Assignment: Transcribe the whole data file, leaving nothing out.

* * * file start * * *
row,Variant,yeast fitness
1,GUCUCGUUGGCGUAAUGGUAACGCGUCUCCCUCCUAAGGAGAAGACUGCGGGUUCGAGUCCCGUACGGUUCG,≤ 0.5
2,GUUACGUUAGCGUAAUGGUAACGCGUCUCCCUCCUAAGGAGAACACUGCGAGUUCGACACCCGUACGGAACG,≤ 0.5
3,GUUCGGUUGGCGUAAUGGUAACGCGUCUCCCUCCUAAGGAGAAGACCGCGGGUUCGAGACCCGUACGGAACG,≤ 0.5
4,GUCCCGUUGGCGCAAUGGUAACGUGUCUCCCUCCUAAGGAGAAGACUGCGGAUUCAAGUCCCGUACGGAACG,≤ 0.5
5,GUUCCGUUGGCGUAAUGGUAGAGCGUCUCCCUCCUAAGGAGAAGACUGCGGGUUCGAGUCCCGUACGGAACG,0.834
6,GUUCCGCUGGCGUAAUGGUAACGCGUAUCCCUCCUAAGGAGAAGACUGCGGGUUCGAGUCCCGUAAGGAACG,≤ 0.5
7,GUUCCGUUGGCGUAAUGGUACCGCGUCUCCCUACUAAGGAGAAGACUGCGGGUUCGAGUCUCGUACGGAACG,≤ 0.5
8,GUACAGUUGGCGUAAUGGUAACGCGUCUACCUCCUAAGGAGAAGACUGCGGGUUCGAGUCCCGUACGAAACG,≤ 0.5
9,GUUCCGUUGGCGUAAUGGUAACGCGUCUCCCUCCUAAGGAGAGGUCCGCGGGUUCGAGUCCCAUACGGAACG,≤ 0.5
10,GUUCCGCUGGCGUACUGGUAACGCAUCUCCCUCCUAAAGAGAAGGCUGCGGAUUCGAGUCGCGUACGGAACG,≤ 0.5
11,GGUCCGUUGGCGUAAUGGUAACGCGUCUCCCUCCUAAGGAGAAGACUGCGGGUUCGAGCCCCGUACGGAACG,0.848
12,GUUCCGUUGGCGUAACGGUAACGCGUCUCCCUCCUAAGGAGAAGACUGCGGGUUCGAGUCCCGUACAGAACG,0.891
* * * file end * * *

row,Variant,yeast fitness
1,GUCUCGUUGGCGUAAUGGUAACGCGUCUCCCUCCUAAGGAGAAGACUGCGGGUUCGAGUCCCGUACGGUUCG,≤ 0.5
2,GUUACGUUAGCGUAAUGGUAACGCGUCUCCCUCCUAAGGAGAACACUGCGAGUUCGACACCCGUACGGAACG,≤ 0.5
3,GUUCGGUUGGCGUAAUGGUAACGCGUCUCCCUCCUAAGGAGAAGACCGCGGGUUCGAGACCCGUACGGAACG,≤ 0.5
4,GUCCCGUUGGCGCAAUGGUAACGUGUCUCCCUCCUAAGGAGAAGACUGCGGAUUCAAGUCCCGUACGGAACG,≤ 0.5
5,GUUCCGUUGGCGUAAUGGUAGAGCGUCUCCCUCCUAAGGAGAAGACUGCGGGUUCGAGUCCCGUACGGAACG,0.834
6,GUUCCGCUGGCGUAAUGGUAACGCGUAUCCCUCCUAAGGAGAAGACUGCGGGUUCGAGUCCCGUAAGGAACG,≤ 0.5
7,GUUCCGUUGGCGUAAUGGUACCGCGUCUCCCUACUAAGGAGAAGACUGCGGGUUCGAGUCUCGUACGGAACG,≤ 0.5
8,GUACAGUUGGCGUAAUGGUAACGCGUCUACCUCCUAAGGAGAAGACUGCGGGUUCGAGUCCCGUACGAAACG,≤ 0.5
9,GUUCCGUUGGCGUAAUGGUAACGCGUCUCCCUCCUAAGGAGAGGUCCGCGGGUUCGAGUCCCAUACGGAACG,≤ 0.5
10,GUUCCGCUGGCGUACUGGUAACGCAUCUCCCUCCUAAAGAGAAGGCUGCGGAUUCGAGUCGCGUACGGAACG,≤ 0.5
11,GGUCCGUUGGCGUAAUGGUAACGCGUCUCCCUCCUAAGGAGAAGACUGCGGGUUCGAGCCCCGUACGGAACG,0.848
12,GUUCCGUUGGCGUAACGGUAACGCGUCUCCCUCCUAAGGAGAAGACUGCGGGUUCGAGUCCCGUACAGAACG,0.891